The transgender science is not settled

Dana Pham (pronouns: who/cares)
13 min readJun 23, 2019

The revised version of this opinion piece is now available here:

Earlier this month, Prof David Flint argued in The Spectator that the transgender science is settled, and that a Royal Commission (in Australia) is needed now in response. Both claims are far from the truth; the science is not settled, and there’s no need for a wasteful Royal Commission. Whilst scientists do simplistically agree that most human beings are born male or female, and that this is sort of immutable, it’s not that simple.

Biological sex is somewhat a spectrum: this covers body parts, hormones, and genetics, just to name a few, but not gender. The XX/XY dichotomy is a simplistic starting point for discussing bio sex. There are people with intersex conditions that fall in between the dichotomy. It’s tempting to write these people off as ‘abnormalities’, because some of them do have medical issues, but many don’t. There are a range of factors that can cause all sorts of seemingly strange things to happen, ranging from genetic (XXY, XYY, Y, X, XX with translocation, XY with deletion) to hormonal (androgen insensitivity, estradiol failure), and disruptors like dioxins.

Tetrachlorodibenzo-p-dioxin (TCDD) randomly turns some boys into girls and some girls into boys, giving rise to an intersex subgroup where, for example, the female responds like the male. Here, the male hasn’t been mislabelled as female, rather, the functional female here can do all the usual female things like gestate babies, but they respond to this one endocrine disruptor in a male way. The labels ‘real men’ and ‘real women’ are not accurate labels for anyone.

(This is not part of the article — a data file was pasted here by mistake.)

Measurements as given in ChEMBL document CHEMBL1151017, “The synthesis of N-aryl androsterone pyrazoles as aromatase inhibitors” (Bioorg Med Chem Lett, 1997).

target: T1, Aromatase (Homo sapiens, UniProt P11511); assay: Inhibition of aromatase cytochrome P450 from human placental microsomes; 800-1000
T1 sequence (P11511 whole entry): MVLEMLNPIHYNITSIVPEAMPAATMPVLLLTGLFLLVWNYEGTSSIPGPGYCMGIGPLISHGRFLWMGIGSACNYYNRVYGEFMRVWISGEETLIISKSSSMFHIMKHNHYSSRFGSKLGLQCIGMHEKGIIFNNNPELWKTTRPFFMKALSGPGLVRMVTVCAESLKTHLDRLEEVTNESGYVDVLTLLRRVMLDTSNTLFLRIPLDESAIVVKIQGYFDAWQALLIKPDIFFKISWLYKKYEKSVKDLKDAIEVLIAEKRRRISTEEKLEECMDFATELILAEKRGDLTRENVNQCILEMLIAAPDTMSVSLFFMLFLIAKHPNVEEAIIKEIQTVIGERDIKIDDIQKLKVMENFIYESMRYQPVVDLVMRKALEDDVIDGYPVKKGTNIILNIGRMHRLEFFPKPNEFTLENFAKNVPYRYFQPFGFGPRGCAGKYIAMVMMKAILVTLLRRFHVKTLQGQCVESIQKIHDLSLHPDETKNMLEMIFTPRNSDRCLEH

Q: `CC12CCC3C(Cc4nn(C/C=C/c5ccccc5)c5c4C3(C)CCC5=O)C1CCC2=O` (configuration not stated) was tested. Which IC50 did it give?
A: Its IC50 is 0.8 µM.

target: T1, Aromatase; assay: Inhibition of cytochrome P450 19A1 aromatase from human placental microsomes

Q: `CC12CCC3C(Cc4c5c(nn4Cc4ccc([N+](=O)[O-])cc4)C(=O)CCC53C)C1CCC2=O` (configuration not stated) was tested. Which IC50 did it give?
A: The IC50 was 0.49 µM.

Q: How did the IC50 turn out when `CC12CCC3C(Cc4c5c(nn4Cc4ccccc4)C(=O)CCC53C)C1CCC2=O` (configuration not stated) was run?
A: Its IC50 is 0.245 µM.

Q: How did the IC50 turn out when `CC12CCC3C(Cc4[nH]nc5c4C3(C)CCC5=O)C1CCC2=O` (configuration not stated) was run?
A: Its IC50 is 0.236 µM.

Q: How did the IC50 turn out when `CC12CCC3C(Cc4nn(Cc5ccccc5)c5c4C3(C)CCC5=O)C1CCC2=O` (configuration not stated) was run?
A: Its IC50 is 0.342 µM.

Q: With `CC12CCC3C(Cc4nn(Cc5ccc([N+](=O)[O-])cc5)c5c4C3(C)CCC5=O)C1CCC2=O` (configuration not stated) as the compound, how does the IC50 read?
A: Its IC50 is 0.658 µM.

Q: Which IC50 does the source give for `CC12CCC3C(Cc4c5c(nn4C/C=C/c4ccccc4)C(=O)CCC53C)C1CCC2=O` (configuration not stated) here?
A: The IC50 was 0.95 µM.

As you go further down the bio sex iceberg, you find XY people that gestate babies, and XX people with penies and ovaries simultaneously. And it doesn’t stop there. On the surface, the bio sex spectrum may not seem like a big deal, given that the intersex population is up to 2% (approx 150 million people worldwide). But if an endocrinologist is exploring steroid treatment with you, or discussing treating dioxin poisoning, the bio sex spectrum could be very important. If the light’s off in your home, maybe there is a power outage. Or maybe it’s just that the lightbulb blew?

Dana Pham (pronouns: who/cares)

Trans-inclusionary radical feminist (TIRF) | Liberal Arts phenomenologist from @notredameaus | Anglo-catholic | all opinions expressed here are my own